Just when it looked as if the professionals in the Trump administration had taken over administration of trade policy, leaving the president to handle the rhetoric, someone in the Trump camp recalled that some 70 years ago—in 1947—23 nations signed the General Agreement on Tariffs and Trade (GATT), which in 1995 became The World Trade Organization, now with a roster of 163 countries. With the rest of the world’s major economies reeling from the destruction of WWII, American participation in GATT was both an act of generosity and of self-interest: We needed a recovered world with which to trade.
Flash forward 70 years. The stricken economies of 1947 are now selling more of their stuff to us than we sell to them. That, Trump can’t abide, and no urging that he dip into his dog-eared copy of The Wealth of Nations can persuade him to give up an evening of tweeting.
To get agreement on GATT, the drafters had to include an escape clause: If imports threaten national security, the importing country can levy super-high tariffs on those products. In the United States, Section 232 of the deceptively named Trade Expansion Act of 1962 allows the president to initiate an investigation to determine whether our security is indeed threatened by imports, which threat can include “substantial unemployment … decrease in government revenue … displacement of any domestic products by excessive imports,” among other impacts. This broad definition of a threat makes the policy options virtually unlimited.
Which brings us to steel, for starters. America is the world’s largest importer of steel, U.S. production of which Trump has promised to revive. So he asked Secretary of Commerce Wilbur Ross to advise whether imports trigger Section 232. Ross already has announced that he plans to “stop the dumping” by imposing super-tariffs or quotas or some combination of the two. In his earlier, private-sector life Ross bought three clapped-out steel companies, combined them into the International Steel Group, benefitted from a 25 percent rise in the price of steel resulting from a 30 percent tariff on steel imposed by George H.W. Bush, and sold the Group to Laksmi Mittal for $4.5 billion, netting his investors $260 million. He understands the power of steel tariffs.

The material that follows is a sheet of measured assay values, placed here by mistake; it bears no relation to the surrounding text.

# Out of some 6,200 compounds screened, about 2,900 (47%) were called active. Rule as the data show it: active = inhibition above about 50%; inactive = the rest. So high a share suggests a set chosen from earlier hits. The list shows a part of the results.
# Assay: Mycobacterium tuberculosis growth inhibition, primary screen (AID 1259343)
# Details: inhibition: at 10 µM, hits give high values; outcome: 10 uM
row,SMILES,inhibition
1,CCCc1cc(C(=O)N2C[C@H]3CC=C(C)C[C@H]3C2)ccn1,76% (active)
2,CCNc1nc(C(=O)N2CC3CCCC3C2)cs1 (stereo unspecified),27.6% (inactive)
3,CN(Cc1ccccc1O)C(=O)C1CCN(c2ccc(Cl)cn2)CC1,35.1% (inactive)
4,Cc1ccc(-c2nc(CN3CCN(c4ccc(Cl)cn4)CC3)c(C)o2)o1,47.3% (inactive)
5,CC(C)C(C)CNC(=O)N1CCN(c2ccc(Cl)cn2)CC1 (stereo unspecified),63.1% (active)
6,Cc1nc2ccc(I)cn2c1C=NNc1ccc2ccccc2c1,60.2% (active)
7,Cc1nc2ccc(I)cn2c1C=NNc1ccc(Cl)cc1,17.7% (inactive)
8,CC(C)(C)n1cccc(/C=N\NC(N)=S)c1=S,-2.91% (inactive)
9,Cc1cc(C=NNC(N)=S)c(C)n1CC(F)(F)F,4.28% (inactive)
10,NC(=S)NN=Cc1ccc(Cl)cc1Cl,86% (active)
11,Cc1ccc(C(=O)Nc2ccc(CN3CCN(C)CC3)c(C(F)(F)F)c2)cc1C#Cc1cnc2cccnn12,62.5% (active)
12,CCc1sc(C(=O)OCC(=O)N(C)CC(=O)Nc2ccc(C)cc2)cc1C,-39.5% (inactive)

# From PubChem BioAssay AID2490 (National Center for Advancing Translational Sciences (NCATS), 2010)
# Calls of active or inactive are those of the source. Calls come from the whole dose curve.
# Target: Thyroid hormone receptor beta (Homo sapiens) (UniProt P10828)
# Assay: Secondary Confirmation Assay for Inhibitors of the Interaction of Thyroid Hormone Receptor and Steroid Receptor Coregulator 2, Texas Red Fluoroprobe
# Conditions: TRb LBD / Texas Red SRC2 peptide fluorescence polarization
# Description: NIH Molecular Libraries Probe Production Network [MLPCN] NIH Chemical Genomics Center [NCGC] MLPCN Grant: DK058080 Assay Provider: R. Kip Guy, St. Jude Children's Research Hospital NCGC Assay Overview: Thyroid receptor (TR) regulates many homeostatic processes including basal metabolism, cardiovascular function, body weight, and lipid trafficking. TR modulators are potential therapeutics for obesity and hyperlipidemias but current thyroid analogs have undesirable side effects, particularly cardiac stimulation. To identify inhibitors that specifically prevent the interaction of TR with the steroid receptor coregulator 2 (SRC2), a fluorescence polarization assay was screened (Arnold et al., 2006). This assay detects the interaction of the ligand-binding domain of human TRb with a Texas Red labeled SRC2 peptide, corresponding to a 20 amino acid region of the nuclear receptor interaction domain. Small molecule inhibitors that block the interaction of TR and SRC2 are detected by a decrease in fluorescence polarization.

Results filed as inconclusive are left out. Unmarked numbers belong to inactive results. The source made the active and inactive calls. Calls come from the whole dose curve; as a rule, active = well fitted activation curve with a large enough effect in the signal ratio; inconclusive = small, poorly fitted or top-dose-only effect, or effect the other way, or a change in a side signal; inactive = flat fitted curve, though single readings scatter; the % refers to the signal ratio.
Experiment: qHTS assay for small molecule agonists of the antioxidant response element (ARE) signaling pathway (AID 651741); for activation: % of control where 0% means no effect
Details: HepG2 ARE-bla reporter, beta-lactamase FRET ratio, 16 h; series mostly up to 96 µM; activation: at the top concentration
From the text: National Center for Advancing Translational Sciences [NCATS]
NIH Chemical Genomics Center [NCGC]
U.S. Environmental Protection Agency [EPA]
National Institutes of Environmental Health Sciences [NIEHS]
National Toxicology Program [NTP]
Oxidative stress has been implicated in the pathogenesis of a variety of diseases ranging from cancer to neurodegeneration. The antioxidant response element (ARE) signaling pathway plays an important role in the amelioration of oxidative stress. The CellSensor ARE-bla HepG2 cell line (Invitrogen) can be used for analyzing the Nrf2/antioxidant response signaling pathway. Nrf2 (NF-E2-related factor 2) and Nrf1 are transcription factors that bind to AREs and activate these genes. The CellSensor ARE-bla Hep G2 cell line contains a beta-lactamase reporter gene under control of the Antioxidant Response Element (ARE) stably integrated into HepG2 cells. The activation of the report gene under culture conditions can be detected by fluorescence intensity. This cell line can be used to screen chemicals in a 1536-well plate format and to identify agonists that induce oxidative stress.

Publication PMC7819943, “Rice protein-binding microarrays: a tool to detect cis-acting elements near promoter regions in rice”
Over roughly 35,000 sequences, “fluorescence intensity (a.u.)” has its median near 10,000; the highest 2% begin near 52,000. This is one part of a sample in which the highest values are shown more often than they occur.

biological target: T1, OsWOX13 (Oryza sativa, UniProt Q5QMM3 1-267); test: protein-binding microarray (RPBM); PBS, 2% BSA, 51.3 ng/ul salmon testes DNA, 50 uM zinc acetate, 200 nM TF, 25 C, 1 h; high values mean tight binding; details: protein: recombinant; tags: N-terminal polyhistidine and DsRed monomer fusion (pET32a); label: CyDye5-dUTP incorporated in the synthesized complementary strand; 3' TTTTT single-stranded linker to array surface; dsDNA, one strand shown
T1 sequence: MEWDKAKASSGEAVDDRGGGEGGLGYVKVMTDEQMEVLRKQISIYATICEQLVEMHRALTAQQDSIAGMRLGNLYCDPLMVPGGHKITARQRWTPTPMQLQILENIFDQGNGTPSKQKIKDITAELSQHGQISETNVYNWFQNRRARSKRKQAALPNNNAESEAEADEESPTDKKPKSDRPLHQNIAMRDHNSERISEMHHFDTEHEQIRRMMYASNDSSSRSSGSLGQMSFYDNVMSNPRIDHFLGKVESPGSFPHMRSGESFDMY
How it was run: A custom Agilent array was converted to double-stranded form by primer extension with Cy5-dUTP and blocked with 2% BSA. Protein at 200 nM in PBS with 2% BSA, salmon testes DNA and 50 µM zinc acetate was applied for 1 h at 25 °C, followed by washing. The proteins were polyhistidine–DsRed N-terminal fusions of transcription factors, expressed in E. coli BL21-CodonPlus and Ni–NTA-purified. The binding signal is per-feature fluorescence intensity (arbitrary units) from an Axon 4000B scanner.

And what is going on in the industry? China’s steel industry is lumbered with huge excess capacity. Rather than close the plants and lay off Chinese workers, the regime subsidizes the inefficient, pollution-spewing plants, and dumps the steel on world markets, depressing prices. That causes steel plants in other countries to shut down. In effect, China is exporting unemployment along with its subsidized steel.
Ross’ report is due next week.
Germany, the largest European steel exporter to America, is leading a group of countries lobbying the Defense Department, charged by Section 232 with responsibility to advise Ross, to use its influence to head off these duties. After all, how can imports from trusted allies be a threat to American national security?